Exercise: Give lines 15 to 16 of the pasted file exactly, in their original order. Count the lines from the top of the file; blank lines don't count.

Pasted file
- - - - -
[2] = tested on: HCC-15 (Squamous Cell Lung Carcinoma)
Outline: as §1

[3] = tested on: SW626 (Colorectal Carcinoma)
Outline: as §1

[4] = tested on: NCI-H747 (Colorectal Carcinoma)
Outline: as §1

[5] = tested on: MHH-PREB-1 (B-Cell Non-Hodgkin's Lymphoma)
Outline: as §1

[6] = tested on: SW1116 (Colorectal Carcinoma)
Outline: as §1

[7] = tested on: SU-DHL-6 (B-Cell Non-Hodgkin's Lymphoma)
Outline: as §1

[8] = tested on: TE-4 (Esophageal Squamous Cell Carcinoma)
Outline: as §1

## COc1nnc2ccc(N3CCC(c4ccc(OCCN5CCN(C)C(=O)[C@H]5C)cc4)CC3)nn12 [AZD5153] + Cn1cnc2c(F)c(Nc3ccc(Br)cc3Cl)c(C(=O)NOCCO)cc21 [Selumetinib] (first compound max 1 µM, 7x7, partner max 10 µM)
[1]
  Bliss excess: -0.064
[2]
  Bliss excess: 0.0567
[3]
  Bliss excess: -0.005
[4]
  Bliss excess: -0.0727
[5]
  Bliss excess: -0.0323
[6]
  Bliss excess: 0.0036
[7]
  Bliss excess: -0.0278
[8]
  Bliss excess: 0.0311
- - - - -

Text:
## COc1nnc2ccc(N3CCC(c4ccc(OCCN5CCN(C)C(=O)[C@H]5C)cc4)CC3)nn12 [AZD5153] + Cn1cnc2c(F)c(Nc3ccc(Br)cc3Cl)c(C(=O)NOCCO)cc21 [Selumetinib] (first compound max 1 µM, 7x7, partner max 10 µM)
[1]